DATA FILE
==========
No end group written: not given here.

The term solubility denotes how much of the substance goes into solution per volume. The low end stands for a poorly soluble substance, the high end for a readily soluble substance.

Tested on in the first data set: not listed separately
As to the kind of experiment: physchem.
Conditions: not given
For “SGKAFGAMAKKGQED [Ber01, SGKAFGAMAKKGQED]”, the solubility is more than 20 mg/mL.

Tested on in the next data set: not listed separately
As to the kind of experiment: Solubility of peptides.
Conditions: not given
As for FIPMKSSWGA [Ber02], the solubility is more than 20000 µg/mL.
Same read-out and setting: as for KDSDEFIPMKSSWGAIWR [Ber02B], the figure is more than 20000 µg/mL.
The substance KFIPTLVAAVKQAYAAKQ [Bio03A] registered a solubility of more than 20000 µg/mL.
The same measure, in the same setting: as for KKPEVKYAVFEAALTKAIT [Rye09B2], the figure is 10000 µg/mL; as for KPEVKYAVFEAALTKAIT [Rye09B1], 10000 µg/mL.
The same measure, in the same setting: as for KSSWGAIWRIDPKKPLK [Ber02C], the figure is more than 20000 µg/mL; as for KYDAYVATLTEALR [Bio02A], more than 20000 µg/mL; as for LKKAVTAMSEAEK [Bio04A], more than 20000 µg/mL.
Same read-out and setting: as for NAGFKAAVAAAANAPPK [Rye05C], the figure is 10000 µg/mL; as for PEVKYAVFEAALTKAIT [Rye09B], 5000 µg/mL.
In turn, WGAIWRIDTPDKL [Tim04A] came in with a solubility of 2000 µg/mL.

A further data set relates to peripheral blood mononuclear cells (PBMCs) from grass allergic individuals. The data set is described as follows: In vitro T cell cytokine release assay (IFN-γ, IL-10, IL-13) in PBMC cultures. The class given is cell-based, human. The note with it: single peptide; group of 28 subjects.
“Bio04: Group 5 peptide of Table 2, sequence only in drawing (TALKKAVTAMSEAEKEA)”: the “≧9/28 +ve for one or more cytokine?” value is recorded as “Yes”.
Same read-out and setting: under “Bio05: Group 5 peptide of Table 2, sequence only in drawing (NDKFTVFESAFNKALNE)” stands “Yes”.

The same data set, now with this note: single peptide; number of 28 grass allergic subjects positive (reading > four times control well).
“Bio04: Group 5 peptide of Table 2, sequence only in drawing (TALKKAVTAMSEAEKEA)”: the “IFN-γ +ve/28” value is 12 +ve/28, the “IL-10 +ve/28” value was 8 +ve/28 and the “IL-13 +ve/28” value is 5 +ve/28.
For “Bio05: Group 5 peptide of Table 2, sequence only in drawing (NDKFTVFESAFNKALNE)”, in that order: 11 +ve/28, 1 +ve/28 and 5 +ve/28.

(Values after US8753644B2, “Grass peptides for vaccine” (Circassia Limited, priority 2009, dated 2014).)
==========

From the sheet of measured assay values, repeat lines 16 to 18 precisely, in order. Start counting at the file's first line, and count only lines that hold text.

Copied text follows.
In turn, WGAIWRIDTPDKL [Tim04A] came in with a solubility of 2000 µg/mL.

A further data set relates to peripheral blood mononuclear cells (PBMCs) from grass allergic individuals. The data set is described as follows: In vitro T cell cytokine release assay (IFN-γ, IL-10, IL-13) in PBMC cultures. The class given is cell-based, human. The note with it: single peptide; group of 28 subjects.
“Bio04: Group 5 peptide of Table 2, sequence only in drawing (TALKKAVTAMSEAEKEA)”: the “≧9/28 +ve for one or more cytokine?” value is recorded as “Yes”.